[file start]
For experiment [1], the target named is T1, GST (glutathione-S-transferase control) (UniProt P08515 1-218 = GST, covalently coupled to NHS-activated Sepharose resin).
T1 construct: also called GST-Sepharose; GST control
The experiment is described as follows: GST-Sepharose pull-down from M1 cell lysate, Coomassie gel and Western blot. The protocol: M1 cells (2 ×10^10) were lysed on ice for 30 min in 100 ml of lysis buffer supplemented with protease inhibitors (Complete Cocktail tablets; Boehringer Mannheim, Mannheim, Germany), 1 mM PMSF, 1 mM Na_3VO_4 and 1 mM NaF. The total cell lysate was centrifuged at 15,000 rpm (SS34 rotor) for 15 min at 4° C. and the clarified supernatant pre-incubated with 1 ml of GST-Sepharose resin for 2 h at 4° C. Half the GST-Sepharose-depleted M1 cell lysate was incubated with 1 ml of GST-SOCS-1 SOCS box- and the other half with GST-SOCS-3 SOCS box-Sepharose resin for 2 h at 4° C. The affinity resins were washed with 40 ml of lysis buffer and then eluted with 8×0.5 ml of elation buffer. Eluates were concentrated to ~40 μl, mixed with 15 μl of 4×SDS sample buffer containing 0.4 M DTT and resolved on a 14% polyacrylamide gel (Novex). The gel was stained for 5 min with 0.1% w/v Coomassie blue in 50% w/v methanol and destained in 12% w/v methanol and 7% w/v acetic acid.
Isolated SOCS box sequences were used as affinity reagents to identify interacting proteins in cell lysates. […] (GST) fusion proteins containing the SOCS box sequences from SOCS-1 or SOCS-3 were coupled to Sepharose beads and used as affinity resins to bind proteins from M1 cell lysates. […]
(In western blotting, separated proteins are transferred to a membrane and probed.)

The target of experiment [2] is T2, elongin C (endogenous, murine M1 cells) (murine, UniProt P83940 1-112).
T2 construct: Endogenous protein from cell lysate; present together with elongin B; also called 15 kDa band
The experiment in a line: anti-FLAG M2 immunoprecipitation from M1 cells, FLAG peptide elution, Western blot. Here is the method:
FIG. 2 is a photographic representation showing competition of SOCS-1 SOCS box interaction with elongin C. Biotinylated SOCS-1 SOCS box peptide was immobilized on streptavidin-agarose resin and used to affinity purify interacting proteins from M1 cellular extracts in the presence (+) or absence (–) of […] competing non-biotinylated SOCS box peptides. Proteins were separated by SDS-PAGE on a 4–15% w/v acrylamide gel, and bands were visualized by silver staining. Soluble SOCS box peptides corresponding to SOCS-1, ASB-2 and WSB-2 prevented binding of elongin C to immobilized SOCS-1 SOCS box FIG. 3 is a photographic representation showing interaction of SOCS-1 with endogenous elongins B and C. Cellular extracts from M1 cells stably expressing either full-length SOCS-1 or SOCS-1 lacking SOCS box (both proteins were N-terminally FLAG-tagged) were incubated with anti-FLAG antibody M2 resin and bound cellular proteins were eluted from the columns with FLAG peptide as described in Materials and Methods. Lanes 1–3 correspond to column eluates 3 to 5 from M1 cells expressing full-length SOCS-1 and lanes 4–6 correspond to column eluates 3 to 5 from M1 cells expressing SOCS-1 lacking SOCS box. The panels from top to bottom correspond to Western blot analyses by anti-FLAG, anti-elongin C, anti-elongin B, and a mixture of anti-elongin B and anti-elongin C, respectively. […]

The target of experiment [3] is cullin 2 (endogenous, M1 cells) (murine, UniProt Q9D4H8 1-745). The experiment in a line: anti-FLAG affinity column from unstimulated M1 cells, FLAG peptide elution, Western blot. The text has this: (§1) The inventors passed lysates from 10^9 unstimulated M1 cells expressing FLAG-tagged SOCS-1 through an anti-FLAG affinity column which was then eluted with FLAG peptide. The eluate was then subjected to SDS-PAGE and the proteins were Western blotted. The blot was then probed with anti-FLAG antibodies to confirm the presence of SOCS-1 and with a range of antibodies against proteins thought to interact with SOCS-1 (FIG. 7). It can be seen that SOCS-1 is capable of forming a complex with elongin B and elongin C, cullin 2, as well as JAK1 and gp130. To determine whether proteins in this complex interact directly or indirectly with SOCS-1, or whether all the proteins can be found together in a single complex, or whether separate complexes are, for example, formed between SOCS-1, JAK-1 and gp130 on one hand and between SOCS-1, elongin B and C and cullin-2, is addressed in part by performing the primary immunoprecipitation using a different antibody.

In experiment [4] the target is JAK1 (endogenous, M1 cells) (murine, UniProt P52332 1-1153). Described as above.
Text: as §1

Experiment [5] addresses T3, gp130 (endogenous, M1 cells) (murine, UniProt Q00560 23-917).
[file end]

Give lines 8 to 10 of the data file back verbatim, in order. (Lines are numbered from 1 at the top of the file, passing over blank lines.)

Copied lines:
The experiment in a line: anti-FLAG M2 immunoprecipitation from M1 cells, FLAG peptide elution, Western blot. Here is the method:
FIG. 2 is a photographic representation showing competition of SOCS-1 SOCS box interaction with elongin C. Biotinylated SOCS-1 SOCS box peptide was immobilized on streptavidin-agarose resin and used to affinity purify interacting proteins from M1 cellular extracts in the presence (+) or absence (–) of […] competing non-biotinylated SOCS box peptides. Proteins were separated by SDS-PAGE on a 4–15% w/v acrylamide gel, and bands were visualized by silver staining. Soluble SOCS box peptides corresponding to SOCS-1, ASB-2 and WSB-2 prevented binding of elongin C to immobilized SOCS-1 SOCS box FIG. 3 is a photographic representation showing interaction of SOCS-1 with endogenous elongins B and C. Cellular extracts from M1 cells stably expressing either full-length SOCS-1 or SOCS-1 lacking SOCS box (both proteins were N-terminally FLAG-tagged) were incubated with anti-FLAG antibody M2 resin and bound cellular proteins were eluted from the columns with FLAG peptide as described in Materials and Methods. Lanes 1–3 correspond to column eluates 3 to 5 from M1 cells expressing full-length SOCS-1 and lanes 4–6 correspond to column eluates 3 to 5 from M1 cells expressing SOCS-1 lacking SOCS box. The panels from top to bottom correspond to Western blot analyses by anti-FLAG, anti-elongin C, anti-elongin B, and a mixture of anti-elongin B and anti-elongin C, respectively. […]

The target of experiment [3] is cullin 2 (endogenous, M1 cells) (murine, UniProt Q9D4H8 1-745). The experiment in a line: anti-FLAG affinity column from unstimulated M1 cells, FLAG peptide elution, Western blot. The text has this: (§1) The inventors passed lysates from 10^9 unstimulated M1 cells expressing FLAG-tagged SOCS-1 through an anti-FLAG affinity column which was then eluted with FLAG peptide. The eluate was then subjected to SDS-PAGE and the proteins were Western blotted. The blot was then probed with anti-FLAG antibodies to confirm the presence of SOCS-1 and with a range of antibodies against proteins thought to interact with SOCS-1 (FIG. 7). It can be seen that SOCS-1 is capable of forming a complex with elongin B and elongin C, cullin 2, as well as JAK1 and gp130. To determine whether proteins in this complex interact directly or indirectly with SOCS-1, or whether all the proteins can be found together in a single complex, or whether separate complexes are, for example, formed between SOCS-1, JAK-1 and gp130 on one hand and between SOCS-1, elongin B and C and cullin-2, is addressed in part by performing the primary immunoprecipitation using a different antibody.